Tunnicliffe’s watercolours are delightful and a pleasant change from the ubiquitous wild life photographs.

His painting called Geese and Mallow is very reminiscent of Hokusai’s paintings of fowl.

Illustrations for the Ladybird Books – What to Look for in Summer

In his lifetime, after the market for fine prints collapsed in in 1929s, Tunnicliffe was better known for the use of his paintings  to illustrate Ladybird Books as well as cigarette cards and calendars.

More recently Ladybird Books have introduced a humorous series for adults dealing with modern problems such as Mid-Life Crisis, Dating and Mindfulness.

Shopping at the Ocean City Mall in Oslo, Norway

Ocean City Mall

Luckily both Josh and I enjoy shopping though living in London with John Lewis, Selfridges and Harrods a bus ride away it’s hard to find things in Europe we haven’t seen before. We always enjoy long weekends in large cities.

After my Heart Attack, now a year ago, I need to stick to countries in the European union where an EHIC card gives me free emergency NHS treatment. Although not in the EU, Norway is covered though fortunately I had no need of medical care.

Modern Art Seating

Opposite our hotel in the centre of Oslo was quite a drab-looking mall from the outside –Ocean City – but huge and futuristic on the inside.

They didn’t have the kind of little notebooks I was looking for but we managed to buy the children some gifts from the large kitchenware stores.

Fabulous shop for knitters

 

Keen knitters like our daughter, Louise, would have loved this knitters’ paradise in the shopping mall in the next street.

 

 

 

The Spice Shop, 115-117 Drummond Street, London NW1 2PA

The Spice Shop Drummond Street

One of my favourite dishes is Green Thai Chicken Curry which requires coconut milk. I much prefer making it up from the powder rather than buying the tins. The only shop I know which stocks the Maggi coconut powder is the Spice Shop in Drummond Street.

Full of everything you need to make a good curry

 

They stock so many kinds of rice and curry pastes and powders and pickles and chutneys – it’s hard to choose.

Wide selection of exotic vegetables and herbs

 

 

Though you can now get many of these exotic vegetables in your local supermarket, they are fresher and cheaper here.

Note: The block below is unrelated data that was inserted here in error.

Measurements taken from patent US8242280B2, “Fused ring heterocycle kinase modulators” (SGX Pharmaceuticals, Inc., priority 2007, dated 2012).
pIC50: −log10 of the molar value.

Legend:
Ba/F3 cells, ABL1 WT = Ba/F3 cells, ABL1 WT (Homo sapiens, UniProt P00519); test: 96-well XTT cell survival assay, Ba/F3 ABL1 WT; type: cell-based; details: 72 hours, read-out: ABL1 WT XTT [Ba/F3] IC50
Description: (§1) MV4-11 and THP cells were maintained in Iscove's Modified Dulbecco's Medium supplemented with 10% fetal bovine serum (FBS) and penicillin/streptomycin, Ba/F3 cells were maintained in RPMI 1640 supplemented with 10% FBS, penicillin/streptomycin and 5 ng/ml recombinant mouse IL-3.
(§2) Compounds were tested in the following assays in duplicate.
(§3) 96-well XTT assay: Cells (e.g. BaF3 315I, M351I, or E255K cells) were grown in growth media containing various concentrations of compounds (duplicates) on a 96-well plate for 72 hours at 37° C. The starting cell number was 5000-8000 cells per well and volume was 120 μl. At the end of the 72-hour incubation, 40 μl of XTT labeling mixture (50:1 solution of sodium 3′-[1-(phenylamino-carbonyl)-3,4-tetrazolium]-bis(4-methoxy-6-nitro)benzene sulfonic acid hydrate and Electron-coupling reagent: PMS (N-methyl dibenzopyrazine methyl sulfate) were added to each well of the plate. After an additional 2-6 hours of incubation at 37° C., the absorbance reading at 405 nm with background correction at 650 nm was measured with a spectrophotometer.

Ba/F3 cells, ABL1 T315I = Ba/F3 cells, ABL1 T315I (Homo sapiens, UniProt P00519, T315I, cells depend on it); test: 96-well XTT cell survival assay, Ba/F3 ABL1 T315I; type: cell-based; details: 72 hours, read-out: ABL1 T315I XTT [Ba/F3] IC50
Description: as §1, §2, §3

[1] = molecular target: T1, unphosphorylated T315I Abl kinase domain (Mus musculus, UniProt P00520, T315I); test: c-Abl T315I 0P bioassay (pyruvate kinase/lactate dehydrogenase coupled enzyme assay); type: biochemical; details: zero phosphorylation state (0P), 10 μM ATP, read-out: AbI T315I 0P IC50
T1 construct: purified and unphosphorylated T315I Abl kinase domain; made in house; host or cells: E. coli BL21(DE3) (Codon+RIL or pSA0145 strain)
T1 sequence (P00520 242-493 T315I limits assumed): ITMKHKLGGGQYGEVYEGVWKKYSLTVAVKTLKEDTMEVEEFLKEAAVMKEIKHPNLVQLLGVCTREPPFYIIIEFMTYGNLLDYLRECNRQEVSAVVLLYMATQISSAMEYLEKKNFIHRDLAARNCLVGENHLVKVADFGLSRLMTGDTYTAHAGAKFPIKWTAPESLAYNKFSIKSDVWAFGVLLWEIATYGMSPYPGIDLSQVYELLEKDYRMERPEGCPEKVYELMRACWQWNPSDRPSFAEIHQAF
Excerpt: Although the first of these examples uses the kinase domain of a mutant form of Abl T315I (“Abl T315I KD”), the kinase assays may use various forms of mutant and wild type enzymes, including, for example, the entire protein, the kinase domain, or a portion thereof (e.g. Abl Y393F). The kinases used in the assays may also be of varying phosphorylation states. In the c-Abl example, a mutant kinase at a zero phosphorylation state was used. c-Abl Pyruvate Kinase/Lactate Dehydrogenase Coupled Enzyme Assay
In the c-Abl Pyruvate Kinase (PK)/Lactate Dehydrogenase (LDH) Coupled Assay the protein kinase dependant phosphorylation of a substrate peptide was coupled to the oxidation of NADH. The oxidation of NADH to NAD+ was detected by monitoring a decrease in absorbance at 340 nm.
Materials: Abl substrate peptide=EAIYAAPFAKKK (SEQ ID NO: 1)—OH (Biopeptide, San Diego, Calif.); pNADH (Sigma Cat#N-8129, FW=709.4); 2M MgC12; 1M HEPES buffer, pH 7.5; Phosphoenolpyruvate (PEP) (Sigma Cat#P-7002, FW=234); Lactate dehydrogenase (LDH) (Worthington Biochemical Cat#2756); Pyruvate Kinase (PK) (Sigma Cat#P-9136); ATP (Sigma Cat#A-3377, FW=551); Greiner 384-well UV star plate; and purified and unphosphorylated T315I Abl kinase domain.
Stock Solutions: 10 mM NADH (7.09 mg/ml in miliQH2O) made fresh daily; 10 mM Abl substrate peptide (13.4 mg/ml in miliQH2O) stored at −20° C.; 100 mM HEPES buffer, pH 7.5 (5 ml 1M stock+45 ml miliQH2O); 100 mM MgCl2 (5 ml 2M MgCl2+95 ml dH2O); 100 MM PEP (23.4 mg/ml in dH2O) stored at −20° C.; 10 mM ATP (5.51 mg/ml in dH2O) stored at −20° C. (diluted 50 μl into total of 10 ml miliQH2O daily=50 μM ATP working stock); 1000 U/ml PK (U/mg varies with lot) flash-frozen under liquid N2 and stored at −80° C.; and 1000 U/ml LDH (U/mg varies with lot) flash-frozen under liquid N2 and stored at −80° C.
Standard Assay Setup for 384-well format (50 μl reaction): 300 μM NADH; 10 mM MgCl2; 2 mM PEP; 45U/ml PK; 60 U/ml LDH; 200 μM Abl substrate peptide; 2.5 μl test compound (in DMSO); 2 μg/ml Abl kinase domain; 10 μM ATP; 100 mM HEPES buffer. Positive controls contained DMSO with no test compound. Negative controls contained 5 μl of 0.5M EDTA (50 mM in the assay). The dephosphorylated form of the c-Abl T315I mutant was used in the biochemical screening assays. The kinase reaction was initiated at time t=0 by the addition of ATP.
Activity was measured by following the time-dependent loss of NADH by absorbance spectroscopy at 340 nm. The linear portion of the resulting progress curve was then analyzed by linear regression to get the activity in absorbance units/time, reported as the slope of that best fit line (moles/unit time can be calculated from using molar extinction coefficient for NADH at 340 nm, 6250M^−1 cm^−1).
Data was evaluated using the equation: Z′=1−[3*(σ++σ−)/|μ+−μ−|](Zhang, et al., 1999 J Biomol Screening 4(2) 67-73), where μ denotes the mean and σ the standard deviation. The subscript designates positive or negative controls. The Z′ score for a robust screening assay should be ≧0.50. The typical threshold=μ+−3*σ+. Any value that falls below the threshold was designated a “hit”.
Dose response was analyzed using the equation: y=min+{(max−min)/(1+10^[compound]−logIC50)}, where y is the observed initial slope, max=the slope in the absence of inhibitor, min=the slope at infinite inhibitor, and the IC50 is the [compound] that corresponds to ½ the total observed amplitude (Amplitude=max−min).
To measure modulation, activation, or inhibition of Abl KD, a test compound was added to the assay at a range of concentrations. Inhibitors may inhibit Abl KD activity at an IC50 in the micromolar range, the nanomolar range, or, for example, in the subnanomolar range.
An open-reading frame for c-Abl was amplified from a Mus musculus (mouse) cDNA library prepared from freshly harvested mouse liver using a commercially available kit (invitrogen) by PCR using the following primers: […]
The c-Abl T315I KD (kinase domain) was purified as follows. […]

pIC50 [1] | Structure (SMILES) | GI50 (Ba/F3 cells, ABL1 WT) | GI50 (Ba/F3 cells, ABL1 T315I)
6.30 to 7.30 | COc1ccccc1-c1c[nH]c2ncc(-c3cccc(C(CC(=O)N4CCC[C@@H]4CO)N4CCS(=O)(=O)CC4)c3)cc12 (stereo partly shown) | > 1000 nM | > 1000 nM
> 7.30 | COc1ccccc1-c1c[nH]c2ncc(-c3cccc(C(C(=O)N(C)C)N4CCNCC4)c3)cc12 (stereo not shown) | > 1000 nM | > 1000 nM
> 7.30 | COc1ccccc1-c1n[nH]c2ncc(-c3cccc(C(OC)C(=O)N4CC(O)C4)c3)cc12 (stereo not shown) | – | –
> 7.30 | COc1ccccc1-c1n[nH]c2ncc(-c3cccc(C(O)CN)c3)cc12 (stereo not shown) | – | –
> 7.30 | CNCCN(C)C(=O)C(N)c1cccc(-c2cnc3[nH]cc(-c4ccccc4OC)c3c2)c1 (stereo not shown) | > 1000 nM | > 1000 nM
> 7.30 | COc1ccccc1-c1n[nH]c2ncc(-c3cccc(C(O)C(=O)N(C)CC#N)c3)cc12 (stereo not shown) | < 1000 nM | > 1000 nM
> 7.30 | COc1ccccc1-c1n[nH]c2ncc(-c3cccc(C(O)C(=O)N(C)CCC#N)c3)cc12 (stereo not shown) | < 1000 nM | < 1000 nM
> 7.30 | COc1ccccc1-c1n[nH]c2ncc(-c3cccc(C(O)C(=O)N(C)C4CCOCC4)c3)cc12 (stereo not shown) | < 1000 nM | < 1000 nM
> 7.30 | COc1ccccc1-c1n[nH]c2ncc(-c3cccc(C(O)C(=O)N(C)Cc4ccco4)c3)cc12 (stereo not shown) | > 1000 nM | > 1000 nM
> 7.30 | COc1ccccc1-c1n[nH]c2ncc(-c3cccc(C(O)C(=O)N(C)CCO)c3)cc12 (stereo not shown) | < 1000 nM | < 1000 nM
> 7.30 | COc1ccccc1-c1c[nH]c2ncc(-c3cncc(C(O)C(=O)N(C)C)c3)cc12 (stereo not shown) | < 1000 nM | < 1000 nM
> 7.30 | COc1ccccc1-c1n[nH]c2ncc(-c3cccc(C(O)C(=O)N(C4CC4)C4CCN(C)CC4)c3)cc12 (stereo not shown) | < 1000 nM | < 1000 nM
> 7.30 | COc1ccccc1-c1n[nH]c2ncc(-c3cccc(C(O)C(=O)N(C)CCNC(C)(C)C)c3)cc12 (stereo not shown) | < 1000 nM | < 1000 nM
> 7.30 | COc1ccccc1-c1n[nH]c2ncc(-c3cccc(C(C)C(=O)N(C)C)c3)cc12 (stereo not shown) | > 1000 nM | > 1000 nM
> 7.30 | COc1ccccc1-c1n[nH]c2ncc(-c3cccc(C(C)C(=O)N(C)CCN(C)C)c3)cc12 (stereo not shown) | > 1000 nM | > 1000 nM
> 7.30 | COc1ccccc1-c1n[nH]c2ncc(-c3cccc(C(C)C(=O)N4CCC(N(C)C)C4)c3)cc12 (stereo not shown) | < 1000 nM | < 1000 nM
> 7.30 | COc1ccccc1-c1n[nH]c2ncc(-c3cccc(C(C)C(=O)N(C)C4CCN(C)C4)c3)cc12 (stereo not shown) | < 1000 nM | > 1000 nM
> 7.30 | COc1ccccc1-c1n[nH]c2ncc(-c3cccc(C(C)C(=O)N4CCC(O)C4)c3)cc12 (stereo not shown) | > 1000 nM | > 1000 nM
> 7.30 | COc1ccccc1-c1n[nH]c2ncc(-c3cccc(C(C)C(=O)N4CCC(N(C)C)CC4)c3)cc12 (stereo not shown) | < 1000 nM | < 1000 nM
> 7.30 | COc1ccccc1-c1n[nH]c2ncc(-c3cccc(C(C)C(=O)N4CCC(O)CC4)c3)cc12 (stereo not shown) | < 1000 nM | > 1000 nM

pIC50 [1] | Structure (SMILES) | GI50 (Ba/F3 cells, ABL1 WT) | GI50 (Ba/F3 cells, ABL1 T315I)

Yinka Shonibare in the Royal Academy Courtyard, London

Wind Sculpture VI

Great to see another of Yinka Shonibare’s large works – Wind Sculpture VI –  in the courtyard of the Royal Academy. There’s another near us in Victoria in Howick Place and there are others in Chicago and in the Yorkshire  Sculpture Park 

 

Shonibare’s Nelson’s Ship in a Bottle (BBC Report)

A British-Nigerian artist, born in London in 1962, Yinka Shonibare and his family moved to Nigeria when he was three years old. His work explores cultural identity, colonialism and post-colonialism and  has been short-listed for the prestigious Turner Prize. His Nelson’s Ship in a Bottle was chosen for display on the 4th plinth in Trafalgar Square,  facing the iconic Nelson’s column.

And interesting to see his television  interview at the Diaspora Pavilion at this year’s Venice Biennale.

I’m not  sure what Sir Joshua Reynolds, the first President of the Royal Academy,  would have thought of the gaily printed fabric scarf draped over the shoulder of his statue just next to Shonibare’s sculpture or how much of the works in the Royal Academy Summer Exhibition he would have considered art at all!!

Matisse in the Studio at the Royal Academy, London

Matisse in the Studio exhibition open until November 12th 2017

Aren’t we Londoners lucky? Just one great exhibition after another.

I liked best the photographs of Matisse (1869-1954)  in his studio surrounded by the myriads of objects he had collected over a long life time.  Of the original objects on display I most liked the Moroccan table and the little ivory figurines from Africa. The enormous African masks were intriguing and terrifying.